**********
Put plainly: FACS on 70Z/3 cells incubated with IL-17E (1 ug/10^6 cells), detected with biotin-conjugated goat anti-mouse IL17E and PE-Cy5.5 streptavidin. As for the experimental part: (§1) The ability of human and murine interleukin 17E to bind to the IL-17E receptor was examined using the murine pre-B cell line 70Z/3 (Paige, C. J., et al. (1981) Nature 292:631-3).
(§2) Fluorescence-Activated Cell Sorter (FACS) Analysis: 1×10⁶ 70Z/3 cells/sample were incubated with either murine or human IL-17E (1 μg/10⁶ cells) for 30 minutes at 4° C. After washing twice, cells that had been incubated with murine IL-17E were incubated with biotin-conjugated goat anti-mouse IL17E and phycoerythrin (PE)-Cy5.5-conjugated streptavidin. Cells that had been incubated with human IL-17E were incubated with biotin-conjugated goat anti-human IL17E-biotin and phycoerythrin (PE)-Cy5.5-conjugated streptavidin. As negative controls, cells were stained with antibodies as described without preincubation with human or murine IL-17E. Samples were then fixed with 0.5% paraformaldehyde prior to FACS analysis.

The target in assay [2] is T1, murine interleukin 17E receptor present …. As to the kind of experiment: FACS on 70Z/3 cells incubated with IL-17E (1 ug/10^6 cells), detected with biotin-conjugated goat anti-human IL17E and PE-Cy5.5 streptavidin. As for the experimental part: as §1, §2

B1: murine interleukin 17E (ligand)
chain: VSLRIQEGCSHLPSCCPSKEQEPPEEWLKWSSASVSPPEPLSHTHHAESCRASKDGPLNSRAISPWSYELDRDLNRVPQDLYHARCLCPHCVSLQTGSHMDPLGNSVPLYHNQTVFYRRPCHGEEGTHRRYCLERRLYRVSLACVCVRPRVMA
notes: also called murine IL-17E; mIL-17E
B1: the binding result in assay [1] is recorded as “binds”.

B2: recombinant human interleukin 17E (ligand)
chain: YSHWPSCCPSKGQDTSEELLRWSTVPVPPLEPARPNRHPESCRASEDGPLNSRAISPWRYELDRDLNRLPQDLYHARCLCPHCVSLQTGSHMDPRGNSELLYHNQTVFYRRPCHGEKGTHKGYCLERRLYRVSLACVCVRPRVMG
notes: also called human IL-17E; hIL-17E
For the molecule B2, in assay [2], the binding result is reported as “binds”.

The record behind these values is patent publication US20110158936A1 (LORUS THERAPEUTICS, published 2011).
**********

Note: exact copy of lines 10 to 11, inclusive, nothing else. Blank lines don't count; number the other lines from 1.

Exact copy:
notes: also called human IL-17E; hIL-17E
For the molecule B2, in assay [2], the binding result is reported as “binds”.